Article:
OK, it’s more of an open air gig than an actual festival. And yes, we’re all cynical about any event where you can only buy one kind of beer but always see at least ten of its logos in every field of vision. But with great sets by the likes of Queens of the Stone Age plus The White Stripes’ only UK appearance this year, the Wireless festival in Hyde Park can’t be dismissed that easily. So I headed to its final day, with the Kaiser Chiefs topping the bill.


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James Murphy of LCD Soundsystem is not, by most standards, a typical frontman. His band are second on the bill to Daft Punk in front of the Hyde Park thousands. But Murphy spends a good part of the set scratching his head, picking his ears and tinkering, obsessive-compulsively, with the tightness of his drummer's kit. Occasionally, he dances, pounding up and down on the spot like a post-punk Ozzy Osbourne. He does, though, manage to pull off one of the most curiously moving moments I've experienced at a gig in a long time.


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James Murphy of LCD Soundsystem is not, by most standards, a typical frontman. His band are second on the bill to Daft Punk in front of the Hyde Park thousands. But Murphy spends a good part of the set scratching his head, picking his ears and tinkering, obsessive-compulsively, with the tightness of his drummer's kit. Occasionally, he dances, pounding up and down on the spot like a post-punk Ozzy Osbourne. He does, though, manage to pull off one of the most curiously moving moments I've experienced at a gig in a long time.


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JARVIS COCKER

Perfectly sandwiched between The Rapture and headliners Arcade Fire on the final day of this year’s Latitude Festival, quintessential English eccentric Jarvis Cocker will suit the site’s leafy glades to a tee.


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I was thinking last night about the first time I saw The White Stripes. It was spring 2001, and I was in LA to interview Queens Of The Stone Age. The night before I met up with Josh Homme, I went to the Troubadour to see this duo who were just starting to be talked about a lot by some of the smarter music business people back home.


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I was thinking last night about the first time I saw The White Stripes. It was spring 2001, and I was in LA to interview Queens Of The Stone Age. The night before I met up with Josh Homme, I went to the Troubadour to see this duo who were just starting to be talked about a lot by some of the smarter music business people back home.


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I know this is going to sound a bit churlish, but is it wrong to expect a very good band to really extend themselves? I ask because, for the past week or so, I've been playing the new Super Furry Animals album most days. It's lovely, without a doubt. But for some reason, it leaves me fractionally disappointed - as if them coming up with another 11 fine songs is somehow not quite good enough.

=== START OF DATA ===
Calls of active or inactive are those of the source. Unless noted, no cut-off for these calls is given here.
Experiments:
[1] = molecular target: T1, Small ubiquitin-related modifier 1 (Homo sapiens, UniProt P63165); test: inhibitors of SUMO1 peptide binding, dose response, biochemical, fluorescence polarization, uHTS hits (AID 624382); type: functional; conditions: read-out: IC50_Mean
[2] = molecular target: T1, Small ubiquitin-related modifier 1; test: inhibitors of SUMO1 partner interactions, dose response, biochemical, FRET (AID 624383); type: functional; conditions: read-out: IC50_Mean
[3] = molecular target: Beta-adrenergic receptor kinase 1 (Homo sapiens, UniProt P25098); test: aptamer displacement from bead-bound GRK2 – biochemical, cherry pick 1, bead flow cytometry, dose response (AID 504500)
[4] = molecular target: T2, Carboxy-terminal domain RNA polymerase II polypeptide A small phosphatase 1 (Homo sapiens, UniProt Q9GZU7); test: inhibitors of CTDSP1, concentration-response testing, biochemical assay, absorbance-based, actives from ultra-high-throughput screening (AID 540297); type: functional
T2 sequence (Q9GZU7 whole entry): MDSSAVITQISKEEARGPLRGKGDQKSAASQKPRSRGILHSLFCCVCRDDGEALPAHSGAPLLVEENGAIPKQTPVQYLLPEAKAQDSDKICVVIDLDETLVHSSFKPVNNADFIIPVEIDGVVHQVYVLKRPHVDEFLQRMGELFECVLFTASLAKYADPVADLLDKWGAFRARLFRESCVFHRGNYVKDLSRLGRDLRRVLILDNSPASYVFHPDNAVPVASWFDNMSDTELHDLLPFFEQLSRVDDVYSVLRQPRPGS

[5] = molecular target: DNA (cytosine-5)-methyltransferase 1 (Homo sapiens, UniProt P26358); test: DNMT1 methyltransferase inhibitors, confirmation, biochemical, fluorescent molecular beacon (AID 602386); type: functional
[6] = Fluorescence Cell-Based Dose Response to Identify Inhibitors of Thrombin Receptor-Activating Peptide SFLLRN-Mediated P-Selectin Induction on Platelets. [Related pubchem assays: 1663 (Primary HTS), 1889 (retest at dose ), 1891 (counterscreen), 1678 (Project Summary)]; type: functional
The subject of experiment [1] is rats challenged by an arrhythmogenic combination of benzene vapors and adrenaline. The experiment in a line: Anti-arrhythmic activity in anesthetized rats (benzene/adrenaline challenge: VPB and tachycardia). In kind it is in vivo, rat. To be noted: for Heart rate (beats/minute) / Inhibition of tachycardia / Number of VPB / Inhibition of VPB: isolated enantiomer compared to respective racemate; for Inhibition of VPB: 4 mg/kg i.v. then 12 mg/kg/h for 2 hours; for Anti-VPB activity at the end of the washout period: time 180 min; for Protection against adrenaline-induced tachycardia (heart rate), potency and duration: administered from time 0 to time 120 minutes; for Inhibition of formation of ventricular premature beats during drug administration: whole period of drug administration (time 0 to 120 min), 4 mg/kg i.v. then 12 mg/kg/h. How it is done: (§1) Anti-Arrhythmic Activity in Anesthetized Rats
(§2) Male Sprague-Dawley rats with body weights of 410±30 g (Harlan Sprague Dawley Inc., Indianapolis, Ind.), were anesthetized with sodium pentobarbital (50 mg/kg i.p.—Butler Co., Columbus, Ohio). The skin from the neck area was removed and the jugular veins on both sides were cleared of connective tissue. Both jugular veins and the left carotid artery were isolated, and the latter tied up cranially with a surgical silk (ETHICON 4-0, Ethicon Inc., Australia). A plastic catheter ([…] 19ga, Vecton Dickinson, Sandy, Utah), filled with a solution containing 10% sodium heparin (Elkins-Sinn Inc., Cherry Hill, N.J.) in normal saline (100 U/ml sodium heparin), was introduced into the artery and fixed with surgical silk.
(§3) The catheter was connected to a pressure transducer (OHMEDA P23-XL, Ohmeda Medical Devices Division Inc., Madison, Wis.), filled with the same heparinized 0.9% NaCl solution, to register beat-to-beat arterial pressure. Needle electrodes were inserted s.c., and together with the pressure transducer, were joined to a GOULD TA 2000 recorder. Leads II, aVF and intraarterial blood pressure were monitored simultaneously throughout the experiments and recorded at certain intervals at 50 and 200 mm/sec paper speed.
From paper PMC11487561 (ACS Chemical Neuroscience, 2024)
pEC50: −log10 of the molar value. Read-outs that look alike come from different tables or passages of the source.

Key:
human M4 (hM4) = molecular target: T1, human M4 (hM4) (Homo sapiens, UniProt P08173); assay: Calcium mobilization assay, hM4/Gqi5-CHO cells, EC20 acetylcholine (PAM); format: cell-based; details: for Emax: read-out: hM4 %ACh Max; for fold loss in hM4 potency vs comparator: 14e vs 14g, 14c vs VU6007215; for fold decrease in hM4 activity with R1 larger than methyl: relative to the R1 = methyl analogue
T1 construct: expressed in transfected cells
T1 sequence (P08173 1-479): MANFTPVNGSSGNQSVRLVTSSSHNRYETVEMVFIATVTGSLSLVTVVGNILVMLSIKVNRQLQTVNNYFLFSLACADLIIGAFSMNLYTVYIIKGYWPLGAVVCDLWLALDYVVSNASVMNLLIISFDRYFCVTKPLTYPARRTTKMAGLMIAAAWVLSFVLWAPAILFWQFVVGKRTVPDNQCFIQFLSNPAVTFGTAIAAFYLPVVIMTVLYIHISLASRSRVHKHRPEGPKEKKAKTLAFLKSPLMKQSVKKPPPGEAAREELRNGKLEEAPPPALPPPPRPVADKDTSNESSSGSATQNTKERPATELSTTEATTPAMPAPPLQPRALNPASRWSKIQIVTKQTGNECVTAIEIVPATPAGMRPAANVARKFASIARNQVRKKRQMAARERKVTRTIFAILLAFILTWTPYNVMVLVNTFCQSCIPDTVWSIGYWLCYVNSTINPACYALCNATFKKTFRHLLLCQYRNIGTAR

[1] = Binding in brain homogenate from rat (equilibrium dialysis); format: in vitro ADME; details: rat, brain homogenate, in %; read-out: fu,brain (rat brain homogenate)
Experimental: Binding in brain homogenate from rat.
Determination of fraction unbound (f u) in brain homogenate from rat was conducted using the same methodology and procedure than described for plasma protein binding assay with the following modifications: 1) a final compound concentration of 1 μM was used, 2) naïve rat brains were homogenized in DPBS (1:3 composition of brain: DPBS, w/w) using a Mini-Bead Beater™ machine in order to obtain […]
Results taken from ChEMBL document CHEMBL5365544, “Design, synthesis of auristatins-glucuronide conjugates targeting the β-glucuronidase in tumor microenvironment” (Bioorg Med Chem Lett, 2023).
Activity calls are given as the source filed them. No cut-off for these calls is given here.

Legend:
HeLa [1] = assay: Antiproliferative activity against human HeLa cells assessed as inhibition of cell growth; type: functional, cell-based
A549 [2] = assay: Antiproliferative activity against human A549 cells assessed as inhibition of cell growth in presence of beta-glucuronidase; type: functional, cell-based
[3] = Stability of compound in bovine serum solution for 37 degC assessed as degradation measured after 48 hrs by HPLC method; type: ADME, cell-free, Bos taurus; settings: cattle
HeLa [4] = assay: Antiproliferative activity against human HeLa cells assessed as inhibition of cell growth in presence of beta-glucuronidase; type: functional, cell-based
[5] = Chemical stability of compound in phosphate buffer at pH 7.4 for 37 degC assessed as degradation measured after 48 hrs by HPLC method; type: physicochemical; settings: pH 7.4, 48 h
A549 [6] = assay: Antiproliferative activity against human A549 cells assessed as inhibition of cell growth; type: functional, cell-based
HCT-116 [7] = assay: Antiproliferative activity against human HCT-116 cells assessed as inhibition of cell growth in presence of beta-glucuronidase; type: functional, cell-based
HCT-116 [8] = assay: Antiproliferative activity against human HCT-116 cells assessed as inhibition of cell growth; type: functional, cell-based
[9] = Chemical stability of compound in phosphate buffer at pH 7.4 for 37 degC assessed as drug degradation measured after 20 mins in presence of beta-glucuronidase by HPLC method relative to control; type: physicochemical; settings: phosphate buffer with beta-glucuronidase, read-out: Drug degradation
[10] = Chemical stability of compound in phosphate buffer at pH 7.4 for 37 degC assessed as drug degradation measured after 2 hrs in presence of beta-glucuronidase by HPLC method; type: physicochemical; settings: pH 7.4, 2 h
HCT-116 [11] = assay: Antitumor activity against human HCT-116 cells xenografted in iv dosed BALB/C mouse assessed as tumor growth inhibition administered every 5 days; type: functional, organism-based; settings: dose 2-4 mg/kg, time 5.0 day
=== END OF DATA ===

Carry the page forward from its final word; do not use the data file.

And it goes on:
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Apologies for the lack of blogging action these past couple of days. I have a stack of excuses - perilous deadlines, aborted radio interviews, leaving the Super Furry Animals album at home, that sort of thing, as if you care. I'll try and write something about Super Furry Animals' "Hey Venus" in the next couple of days, as well as Richard Hawley, Caribou, Rilo Kiley, that Jason Isbell record I've been meaning to do something about for a month, and so on.


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Been a bit distracted today, as I've been engaged in a Sisyphean task to try and compile all the catalogue numbers of the Factory label, including the cat, Rob Gretton's dental work and so on. Further to my Robert Wyatt review yesterday, I now have a fraction more info to flesh out my impressions.


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I've been promising to write about this Robert Wyatt album for quite a while now, I'm aware. But it's been hard to blog about this one. Not because of any problems with the music - it's wonderful, actually. The problem I'm finding is that listening to "Comicopera" is a kind of immersive experience, so much so that it's hard to come out of it with a critical angle.


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Editor's Letter

Reviewed: Respect Yourself: Stax Records And The Soul Explosion by Robert Gordon


As Robert Gordon reminds us in Respect Yourself: Stax Records And The Soul Explosion, his terrific account of the rise and fall of the great Memphis soul imprint, the Stax story is more than a record-label history. “It is an American story,” Gordon writes,”...